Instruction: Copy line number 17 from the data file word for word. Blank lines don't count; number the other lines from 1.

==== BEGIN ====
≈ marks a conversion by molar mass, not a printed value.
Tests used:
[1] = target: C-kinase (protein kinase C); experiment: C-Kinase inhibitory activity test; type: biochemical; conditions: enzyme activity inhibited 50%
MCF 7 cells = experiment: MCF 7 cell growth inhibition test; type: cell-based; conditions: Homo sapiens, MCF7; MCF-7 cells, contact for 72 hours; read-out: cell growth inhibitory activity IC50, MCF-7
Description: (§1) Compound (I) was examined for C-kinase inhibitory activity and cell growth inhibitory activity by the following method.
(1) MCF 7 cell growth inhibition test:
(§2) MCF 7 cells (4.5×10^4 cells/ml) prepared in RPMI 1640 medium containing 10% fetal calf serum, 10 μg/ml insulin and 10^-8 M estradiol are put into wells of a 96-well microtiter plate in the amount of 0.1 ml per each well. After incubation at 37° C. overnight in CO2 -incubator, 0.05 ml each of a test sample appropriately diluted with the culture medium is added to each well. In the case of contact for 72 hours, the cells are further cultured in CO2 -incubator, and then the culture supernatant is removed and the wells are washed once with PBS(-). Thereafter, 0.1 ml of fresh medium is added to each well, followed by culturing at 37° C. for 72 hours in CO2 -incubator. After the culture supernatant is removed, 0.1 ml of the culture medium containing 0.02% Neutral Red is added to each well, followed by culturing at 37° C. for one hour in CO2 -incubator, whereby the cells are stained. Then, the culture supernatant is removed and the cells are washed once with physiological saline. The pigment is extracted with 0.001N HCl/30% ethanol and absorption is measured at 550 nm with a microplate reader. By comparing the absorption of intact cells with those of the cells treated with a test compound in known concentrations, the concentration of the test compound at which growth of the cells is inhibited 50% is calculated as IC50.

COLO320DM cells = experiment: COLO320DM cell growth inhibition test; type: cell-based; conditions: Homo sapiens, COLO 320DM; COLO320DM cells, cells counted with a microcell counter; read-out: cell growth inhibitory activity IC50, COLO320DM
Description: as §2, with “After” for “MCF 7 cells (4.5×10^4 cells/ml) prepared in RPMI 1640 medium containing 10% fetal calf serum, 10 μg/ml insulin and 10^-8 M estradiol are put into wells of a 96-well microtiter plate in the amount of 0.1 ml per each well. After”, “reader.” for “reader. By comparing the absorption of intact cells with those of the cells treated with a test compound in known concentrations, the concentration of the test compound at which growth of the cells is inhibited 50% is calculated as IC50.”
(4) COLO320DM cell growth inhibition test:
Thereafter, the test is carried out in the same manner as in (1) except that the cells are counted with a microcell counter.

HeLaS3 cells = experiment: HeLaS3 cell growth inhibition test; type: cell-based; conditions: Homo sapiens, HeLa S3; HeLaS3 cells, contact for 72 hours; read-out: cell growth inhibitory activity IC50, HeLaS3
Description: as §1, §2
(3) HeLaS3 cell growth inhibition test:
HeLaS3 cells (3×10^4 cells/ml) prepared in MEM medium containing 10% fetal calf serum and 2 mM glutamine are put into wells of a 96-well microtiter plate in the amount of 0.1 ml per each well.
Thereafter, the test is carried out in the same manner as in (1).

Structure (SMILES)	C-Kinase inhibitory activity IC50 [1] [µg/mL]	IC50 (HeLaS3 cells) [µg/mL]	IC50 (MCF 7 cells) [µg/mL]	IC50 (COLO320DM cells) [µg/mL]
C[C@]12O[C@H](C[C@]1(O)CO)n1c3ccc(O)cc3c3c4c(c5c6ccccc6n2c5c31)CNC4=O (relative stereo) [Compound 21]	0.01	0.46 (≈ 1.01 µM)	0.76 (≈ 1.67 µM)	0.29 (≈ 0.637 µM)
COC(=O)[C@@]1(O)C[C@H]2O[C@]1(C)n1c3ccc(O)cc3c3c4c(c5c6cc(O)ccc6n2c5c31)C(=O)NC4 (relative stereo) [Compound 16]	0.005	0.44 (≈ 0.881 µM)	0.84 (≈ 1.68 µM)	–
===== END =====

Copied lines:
Structure (SMILES)	C-Kinase inhibitory activity IC50 [1] [µg/mL]	IC50 (HeLaS3 cells) [µg/mL]	IC50 (MCF 7 cells) [µg/mL]	IC50 (COLO320DM cells) [µg/mL]